• Rough edges of fillings
  • Ill-fitting or unclean mouth appliances
  • Such as Braces, Dentures, Bridges, and Crowns

  • Genetics-if one family member has periodontal disease, it is a good idea for all family members to see a dental professional for a periodontal disease screening
  • Periodontal disease may be passed from parents to children and between couples.

    Researchers suggest that the bacteria which causes periodontal disease may be passed from one person to another though saliva.---Kissing---or using Somebody Else's Drinking Glass---

    This means that the common contact of saliva in families puts children and couples at risk for contracting the periodontal disease of another family member

Many people have gingivitis to a varying degree. It usually develops during puberty or early adulthood due to hormonal changes and may persist or return frequently, depending on the health of your teeth and gums.

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Teeth And Gum Care Tips

  • Visit your dentist regularly
  • Practice good oral hygiene.
  • Brush your teeth and gums at least twice a day (morning and night)
  • This will also prevent tooth decay.

  • Floss at least once a day
  • Get a new tooth brush every couple of months
  • Rinse your mouth and your tooth brush with Hydrogen Peroxide to kill bacteria
  • Eat a balanced diet which is an anti inflammation diet
  • Take a pharmaceutical grade Omega 3 fish oil supplement
  • This will help clear up the chronic inflammation in your mouth and in your whole body.

  • Limit snacking
  • Eat a variety of foods, but eat fewer foods that contain sugars and starches. These foods produce the most acids in the mouth, which begin the decay process. If you have to snack, brush your teeth afterward.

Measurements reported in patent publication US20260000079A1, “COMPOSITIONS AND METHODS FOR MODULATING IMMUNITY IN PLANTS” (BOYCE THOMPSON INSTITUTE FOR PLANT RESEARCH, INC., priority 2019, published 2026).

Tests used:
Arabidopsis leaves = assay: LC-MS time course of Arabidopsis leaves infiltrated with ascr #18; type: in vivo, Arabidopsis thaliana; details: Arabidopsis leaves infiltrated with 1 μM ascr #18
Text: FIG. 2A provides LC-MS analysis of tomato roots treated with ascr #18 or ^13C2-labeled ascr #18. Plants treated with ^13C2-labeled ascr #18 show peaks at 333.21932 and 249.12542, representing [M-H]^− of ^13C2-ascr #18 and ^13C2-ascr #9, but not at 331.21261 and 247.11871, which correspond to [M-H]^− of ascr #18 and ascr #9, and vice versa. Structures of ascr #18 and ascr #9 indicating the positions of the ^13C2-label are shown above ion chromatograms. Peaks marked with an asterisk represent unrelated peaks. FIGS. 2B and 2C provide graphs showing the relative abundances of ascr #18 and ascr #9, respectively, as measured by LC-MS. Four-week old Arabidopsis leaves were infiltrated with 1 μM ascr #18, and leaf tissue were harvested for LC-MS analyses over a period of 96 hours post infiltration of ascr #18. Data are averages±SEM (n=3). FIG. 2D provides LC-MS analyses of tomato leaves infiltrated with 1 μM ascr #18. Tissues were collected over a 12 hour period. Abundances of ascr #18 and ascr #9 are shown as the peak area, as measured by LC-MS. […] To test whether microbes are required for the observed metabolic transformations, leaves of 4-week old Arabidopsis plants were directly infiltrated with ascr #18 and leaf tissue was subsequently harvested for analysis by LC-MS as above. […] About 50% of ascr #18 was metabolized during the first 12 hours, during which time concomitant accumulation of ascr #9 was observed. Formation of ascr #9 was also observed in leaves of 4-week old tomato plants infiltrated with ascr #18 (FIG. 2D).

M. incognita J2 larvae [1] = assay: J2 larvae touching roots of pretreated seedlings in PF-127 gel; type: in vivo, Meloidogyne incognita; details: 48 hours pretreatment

• If you use tobacco products, quit

Smoking cigarettes or using smokeless tobacco products increases your risk of oral cancer and cancers of the larynx, pharynx and esophagus; gum disease; as well as causes bad breath, tooth discoloration, and contributes to other oral and general health problems.

Scientists Have Found Associations Between Periodontal Disease And A Number Of Other Problems, Including:

What's behind these connections? Experts can't say for certain, but they believe that oral bacteria can escape into the bloodstream and injure major organs.

Inflammation Is A Common Denominator, experts say. Periodontal disease, marked by inflammation, may increase inflammation throughout the body.

Chronic inflammation , is a problem in many other diseases.

When people have moderate to severe gum disease, their levels of C-reactive protein (CRP), a protein that rises during chronic inflammation, increase. CRP levels are also used to assess a person's risk of a heart attack.
Gum disease treatment involves reducing the inflammation . The teeth are cleaned thoroughly by the dentist or dental hygienist to loosen and remove deposits from the teeth.

Dentists Say: You Do Not Have To Brush Every Tooth--Only The Ones You Want To Keep!